"F#$K no, I just have to make the top of the climb man!"
We both knew that a 10-15k descent awaited us from the top and as we started to crest the top I was able to straighten my legs out behind me on the bike while leaning forward and into the descent. I could hear Todd laughing a somewhat uncomfortable laugh while he watched this all unfold.
Within a few minutes of zero leg usage the cramps subsided and I was able to click in again and properly guide myself down the forest service road. I remember seeing my odo hit 66km and hour...it felt awesome!!
We managed to catch and pass Justin and Jeff on the road down and could see that Justin was suffering even more than I was. Apparently he even stopped sweating, which is a VERY, VERY bad sign!
At the bottom of the road we cut back into the forest and were supposed to ride over three or four rollers on singletrack trails. I very literally fell off of my bike as I tried to propel it up and over these very small lumps of dirt!
"Todd, SHIT, wait up!"
From here it was 20-25km of completely flat double track to the finish line. My inner quad was what had cramped on me and for some reason it did not allow me to climb whatsoever, but I could hold a decent pace on flat terrain and Todd and I were able to ride at about 75% of what we could normally hold. We were caught by one team...a team of two female...damn strong women! Turns out one of them was US National single speed champion! That brings me back to something here, the field was laced with top notch competitors and way more competitive that it's first year, which goes without saying. I'm telling you right now that in a few more years this race will sell out the day after it ends for the following year and the field of racers will only get stronger each and every time!!
We crossed the finish line in 5h15m for 25th on the day. Nowhere near what we were hoping for, but glad we had survived the day and minimized our losses. Todd had actually consumed ten, yes TEN bottles of fluid on the day, and I ran dry on three bottles early and then suffered to the aid station. It was so hot that the aid station actually ran out of water for back of the pack racers as they had not budgeted so much water consumption. They held the riders there until they could get water to them and immediately went to work on revising their entire water strategy for the rest of the race. The forecast was for much of the same, not a cloud in the sky and over 30 degrees each day!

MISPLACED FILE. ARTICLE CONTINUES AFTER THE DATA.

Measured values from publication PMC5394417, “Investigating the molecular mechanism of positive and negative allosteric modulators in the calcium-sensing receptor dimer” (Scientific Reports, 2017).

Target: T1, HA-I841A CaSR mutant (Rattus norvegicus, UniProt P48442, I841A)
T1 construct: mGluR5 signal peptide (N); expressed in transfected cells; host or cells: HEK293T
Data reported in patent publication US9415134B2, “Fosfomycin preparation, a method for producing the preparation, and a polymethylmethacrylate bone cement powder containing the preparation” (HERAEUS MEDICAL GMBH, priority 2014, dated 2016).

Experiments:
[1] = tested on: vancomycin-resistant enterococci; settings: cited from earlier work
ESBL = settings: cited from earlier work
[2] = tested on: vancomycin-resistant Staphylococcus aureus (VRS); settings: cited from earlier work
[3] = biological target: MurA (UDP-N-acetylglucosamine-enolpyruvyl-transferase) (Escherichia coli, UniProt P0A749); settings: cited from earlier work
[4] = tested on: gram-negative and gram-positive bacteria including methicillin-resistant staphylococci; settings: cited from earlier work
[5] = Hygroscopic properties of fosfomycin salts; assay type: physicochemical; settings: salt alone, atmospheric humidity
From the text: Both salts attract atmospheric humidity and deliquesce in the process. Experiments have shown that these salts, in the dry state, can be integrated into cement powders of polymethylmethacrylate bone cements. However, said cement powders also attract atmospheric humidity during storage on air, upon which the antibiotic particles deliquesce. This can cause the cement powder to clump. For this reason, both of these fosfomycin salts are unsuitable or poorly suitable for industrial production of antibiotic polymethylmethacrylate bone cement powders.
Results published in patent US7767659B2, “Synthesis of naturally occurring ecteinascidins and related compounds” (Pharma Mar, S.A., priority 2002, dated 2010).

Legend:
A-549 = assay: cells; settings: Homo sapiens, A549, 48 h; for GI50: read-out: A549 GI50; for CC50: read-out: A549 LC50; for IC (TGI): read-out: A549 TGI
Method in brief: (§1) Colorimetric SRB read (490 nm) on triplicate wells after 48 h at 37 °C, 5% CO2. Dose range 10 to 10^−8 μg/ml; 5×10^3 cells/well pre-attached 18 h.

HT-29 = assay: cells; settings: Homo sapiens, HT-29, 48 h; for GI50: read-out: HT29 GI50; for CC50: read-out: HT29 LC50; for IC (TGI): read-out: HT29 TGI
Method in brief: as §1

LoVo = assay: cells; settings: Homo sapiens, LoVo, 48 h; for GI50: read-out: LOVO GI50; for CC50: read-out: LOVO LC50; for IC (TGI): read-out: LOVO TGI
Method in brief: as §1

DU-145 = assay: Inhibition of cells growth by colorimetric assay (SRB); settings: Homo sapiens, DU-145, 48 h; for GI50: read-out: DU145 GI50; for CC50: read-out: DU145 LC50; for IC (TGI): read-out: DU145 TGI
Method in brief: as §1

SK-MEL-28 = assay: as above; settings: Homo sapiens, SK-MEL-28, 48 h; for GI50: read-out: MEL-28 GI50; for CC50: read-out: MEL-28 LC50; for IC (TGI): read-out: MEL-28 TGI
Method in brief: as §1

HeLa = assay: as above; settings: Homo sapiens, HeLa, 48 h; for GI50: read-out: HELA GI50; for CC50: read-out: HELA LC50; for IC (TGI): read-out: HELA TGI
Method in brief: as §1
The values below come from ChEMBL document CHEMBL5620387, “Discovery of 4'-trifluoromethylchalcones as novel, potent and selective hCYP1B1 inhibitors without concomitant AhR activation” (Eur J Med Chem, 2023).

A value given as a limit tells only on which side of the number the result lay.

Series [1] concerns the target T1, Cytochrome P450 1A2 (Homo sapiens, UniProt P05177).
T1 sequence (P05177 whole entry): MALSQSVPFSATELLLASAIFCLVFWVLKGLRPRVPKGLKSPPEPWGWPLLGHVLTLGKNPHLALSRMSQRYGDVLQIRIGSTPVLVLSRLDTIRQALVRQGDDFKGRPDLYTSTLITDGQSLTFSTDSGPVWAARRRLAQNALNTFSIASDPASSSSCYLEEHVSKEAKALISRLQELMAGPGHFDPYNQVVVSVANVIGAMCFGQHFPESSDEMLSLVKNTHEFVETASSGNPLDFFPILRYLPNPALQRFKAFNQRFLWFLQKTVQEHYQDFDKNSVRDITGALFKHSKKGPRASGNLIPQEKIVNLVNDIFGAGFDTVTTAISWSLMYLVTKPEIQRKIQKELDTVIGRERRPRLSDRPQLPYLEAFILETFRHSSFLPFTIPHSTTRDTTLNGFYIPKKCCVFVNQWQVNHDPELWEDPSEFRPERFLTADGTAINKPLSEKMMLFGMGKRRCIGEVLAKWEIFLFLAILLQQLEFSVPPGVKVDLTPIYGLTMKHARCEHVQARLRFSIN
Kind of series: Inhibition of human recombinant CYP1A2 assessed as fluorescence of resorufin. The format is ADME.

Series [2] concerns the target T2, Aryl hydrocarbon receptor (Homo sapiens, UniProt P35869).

Day 2: When you go into that deep cramping zone it really hinders your recovery, and I knew it would be all I had in me to hold on for day two and hope that my body would get stronger as the race progressed. Day two would end up being 125km, 122 of which were forest service road! Due to numerous factors they had to unveil their third course option for this stage. Todd and I managed to sustain ourselves in the main peloton and the ride was actually quite enjoyable...from time to time at least!
The leaders made a few moves from time to time but everyone always responded. At one point I got caught sleeping and by the time I responded Todd was ten riders ahead of me. I happened to look over my shoulder to see where I was in the peloton and was literally shocked into complete fear as I was staring back at a few kilometers of barren gravel road...I was the last rider in the pack!! If I fell off the back we were screwed! I hoped up and started jumping on my pedals to catch back up to Todd. He was clearly out pacing me on the day but we continued to work well as a team.
At about 50k on the day I started to feel a blister forming in the palm of my right hand. I was not about to stop and check it out, and I had tape over the glove to keep my broken finger from shifting around anyways, but I knew it was gonna get bad. As the km's ticked away I could very clearly visualize what my hand was starting to look like, then I promptly felt it pop as the pain became even more intense. I've dealt with enough blisters over the years and have fought through my fair share of pain while racing. I knew that I had to ignore this as best I could for about twenty minutes. That's what I have found to be my personal 'pain window' for most things. Within twenty minutes, if ignored, the pain will lessen and eventually become quite bearable. If you take the time to pay attention to these things, and baby them, they can very easily get the best of you. A visual confirmation of what is causing your pain usually does nothing but make it hurt even more. So with all this in mind I told myself I had to do it. I kept shifting around trying to alleviate the pure burning sensation in the palm of my hand, but I knew only one thing would help. I clamped down on the handle bars with an even greater force than I normally would and sucked it up. Sure enough, almost right on time, twenty minutes later the pain started to subside, and my body simply added one more item to the 'to be fixed at a later date' list!
At 80km there was one decent climb. It was where we expected the race to really start, yet I could do nothing but stare at the pack of riders disappearing in front of me. I know Todd was disappointed as he could have held on for sure, but we've raced together through some pretty tough courses and situations and he did nothing but try to help me as much as he could. I suffered to the top of the climb as my legs were still hurting on the climbs from the previous days issues. Once we topped out I was able to up the pace a bit and Todd went to work on setting the pace.